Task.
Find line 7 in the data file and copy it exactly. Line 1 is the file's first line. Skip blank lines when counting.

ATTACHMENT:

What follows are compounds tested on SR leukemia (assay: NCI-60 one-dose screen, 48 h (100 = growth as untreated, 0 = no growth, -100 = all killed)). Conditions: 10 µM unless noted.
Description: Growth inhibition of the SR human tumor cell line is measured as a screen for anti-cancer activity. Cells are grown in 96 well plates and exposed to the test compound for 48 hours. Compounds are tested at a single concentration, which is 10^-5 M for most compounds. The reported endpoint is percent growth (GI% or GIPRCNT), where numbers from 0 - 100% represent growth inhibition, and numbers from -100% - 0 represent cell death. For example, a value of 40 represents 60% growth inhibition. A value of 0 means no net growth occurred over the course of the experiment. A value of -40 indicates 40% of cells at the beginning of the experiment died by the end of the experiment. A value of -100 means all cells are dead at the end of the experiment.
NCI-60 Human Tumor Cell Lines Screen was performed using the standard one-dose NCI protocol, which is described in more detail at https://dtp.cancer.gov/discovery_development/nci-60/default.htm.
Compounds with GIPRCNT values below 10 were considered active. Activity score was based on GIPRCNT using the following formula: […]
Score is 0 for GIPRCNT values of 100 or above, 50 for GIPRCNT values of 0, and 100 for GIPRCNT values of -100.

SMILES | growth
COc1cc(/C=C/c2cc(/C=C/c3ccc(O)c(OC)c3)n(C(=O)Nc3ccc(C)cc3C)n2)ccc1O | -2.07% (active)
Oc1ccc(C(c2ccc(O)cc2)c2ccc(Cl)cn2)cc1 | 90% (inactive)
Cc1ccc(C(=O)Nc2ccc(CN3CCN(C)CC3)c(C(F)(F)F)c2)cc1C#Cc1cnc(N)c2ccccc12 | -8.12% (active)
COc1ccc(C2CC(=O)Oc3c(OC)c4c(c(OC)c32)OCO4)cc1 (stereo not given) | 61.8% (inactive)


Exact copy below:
COc1cc(/C=C/c2cc(/C=C/c3ccc(O)c(OC)c3)n(C(=O)Nc3ccc(C)cc3C)n2)ccc1O | -2.07% (active)